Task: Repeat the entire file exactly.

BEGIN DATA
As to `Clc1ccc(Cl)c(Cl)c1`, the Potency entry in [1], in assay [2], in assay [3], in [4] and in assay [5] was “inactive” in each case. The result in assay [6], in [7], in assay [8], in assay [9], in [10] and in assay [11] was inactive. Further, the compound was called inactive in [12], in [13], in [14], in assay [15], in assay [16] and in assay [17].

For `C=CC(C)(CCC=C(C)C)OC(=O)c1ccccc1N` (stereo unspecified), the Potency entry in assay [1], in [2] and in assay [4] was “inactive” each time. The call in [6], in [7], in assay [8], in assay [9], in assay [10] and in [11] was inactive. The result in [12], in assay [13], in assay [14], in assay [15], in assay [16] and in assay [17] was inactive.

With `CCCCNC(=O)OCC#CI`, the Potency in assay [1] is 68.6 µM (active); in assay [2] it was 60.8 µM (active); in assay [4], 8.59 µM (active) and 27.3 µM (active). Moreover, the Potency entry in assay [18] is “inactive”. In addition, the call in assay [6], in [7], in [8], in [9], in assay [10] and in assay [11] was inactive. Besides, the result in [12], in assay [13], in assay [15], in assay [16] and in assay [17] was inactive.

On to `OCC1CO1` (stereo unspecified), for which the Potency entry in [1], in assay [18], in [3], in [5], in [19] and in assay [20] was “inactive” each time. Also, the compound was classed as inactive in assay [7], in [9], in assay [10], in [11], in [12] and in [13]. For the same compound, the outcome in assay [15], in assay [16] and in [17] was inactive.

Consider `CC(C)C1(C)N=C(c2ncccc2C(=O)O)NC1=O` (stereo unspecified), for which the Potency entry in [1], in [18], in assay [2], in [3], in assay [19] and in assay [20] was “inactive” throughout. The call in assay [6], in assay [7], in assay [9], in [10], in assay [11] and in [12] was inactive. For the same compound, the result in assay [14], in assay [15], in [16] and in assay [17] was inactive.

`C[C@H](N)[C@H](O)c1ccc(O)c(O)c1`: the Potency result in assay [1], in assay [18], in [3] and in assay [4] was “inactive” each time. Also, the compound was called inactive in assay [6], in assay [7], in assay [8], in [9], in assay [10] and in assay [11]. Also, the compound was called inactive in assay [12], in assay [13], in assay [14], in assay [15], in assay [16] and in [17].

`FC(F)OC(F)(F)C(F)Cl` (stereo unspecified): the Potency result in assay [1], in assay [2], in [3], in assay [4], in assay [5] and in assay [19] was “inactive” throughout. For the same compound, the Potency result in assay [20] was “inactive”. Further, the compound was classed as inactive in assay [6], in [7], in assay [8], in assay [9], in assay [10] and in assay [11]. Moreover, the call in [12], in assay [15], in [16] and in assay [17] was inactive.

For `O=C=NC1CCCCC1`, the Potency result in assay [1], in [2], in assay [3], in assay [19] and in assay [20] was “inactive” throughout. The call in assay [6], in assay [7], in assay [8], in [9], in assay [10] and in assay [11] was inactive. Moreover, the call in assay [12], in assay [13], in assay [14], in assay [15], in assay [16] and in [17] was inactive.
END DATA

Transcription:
As to `Clc1ccc(Cl)c(Cl)c1`, the Potency entry in [1], in assay [2], in assay [3], in [4] and in assay [5] was “inactive” in each case. The result in assay [6], in [7], in assay [8], in assay [9], in [10] and in assay [11] was inactive. Further, the compound was called inactive in [12], in [13], in [14], in assay [15], in assay [16] and in assay [17].

For `C=CC(C)(CCC=C(C)C)OC(=O)c1ccccc1N` (stereo unspecified), the Potency entry in assay [1], in [2] and in assay [4] was “inactive” each time. The call in [6], in [7], in assay [8], in assay [9], in assay [10] and in [11] was inactive. The result in [12], in assay [13], in assay [14], in assay [15], in assay [16] and in assay [17] was inactive.

With `CCCCNC(=O)OCC#CI`, the Potency in assay [1] is 68.6 µM (active); in assay [2] it was 60.8 µM (active); in assay [4], 8.59 µM (active) and 27.3 µM (active). Moreover, the Potency entry in assay [18] is “inactive”. In addition, the call in assay [6], in [7], in [8], in [9], in assay [10] and in assay [11] was inactive. Besides, the result in [12], in assay [13], in assay [15], in assay [16] and in assay [17] was inactive.

On to `OCC1CO1` (stereo unspecified), for which the Potency entry in [1], in assay [18], in [3], in [5], in [19] and in assay [20] was “inactive” each time. Also, the compound was classed as inactive in assay [7], in [9], in assay [10], in [11], in [12] and in [13]. For the same compound, the outcome in assay [15], in assay [16] and in [17] was inactive.

Consider `CC(C)C1(C)N=C(c2ncccc2C(=O)O)NC1=O` (stereo unspecified), for which the Potency entry in [1], in [18], in assay [2], in [3], in assay [19] and in assay [20] was “inactive” throughout. The call in assay [6], in assay [7], in assay [9], in [10], in assay [11] and in [12] was inactive. For the same compound, the result in assay [14], in assay [15], in [16] and in assay [17] was inactive.

`C[C@H](N)[C@H](O)c1ccc(O)c(O)c1`: the Potency result in assay [1], in assay [18], in [3] and in assay [4] was “inactive” each time. Also, the compound was called inactive in assay [6], in assay [7], in assay [8], in [9], in assay [10] and in assay [11]. Also, the compound was called inactive in assay [12], in assay [13], in assay [14], in assay [15], in assay [16] and in [17].

`FC(F)OC(F)(F)C(F)Cl` (stereo unspecified): the Potency result in assay [1], in assay [2], in [3], in assay [4], in assay [5] and in assay [19] was “inactive” throughout. For the same compound, the Potency result in assay [20] was “inactive”. Further, the compound was classed as inactive in assay [6], in [7], in assay [8], in assay [9], in assay [10] and in assay [11]. Moreover, the call in [12], in assay [15], in [16] and in assay [17] was inactive.

For `O=C=NC1CCCCC1`, the Potency result in assay [1], in [2], in assay [3], in assay [19] and in assay [20] was “inactive” throughout. The call in assay [6], in assay [7], in assay [8], in [9], in assay [10] and in assay [11] was inactive. Moreover, the call in assay [12], in assay [13], in assay [14], in assay [15], in assay [16] and in [17] was inactive.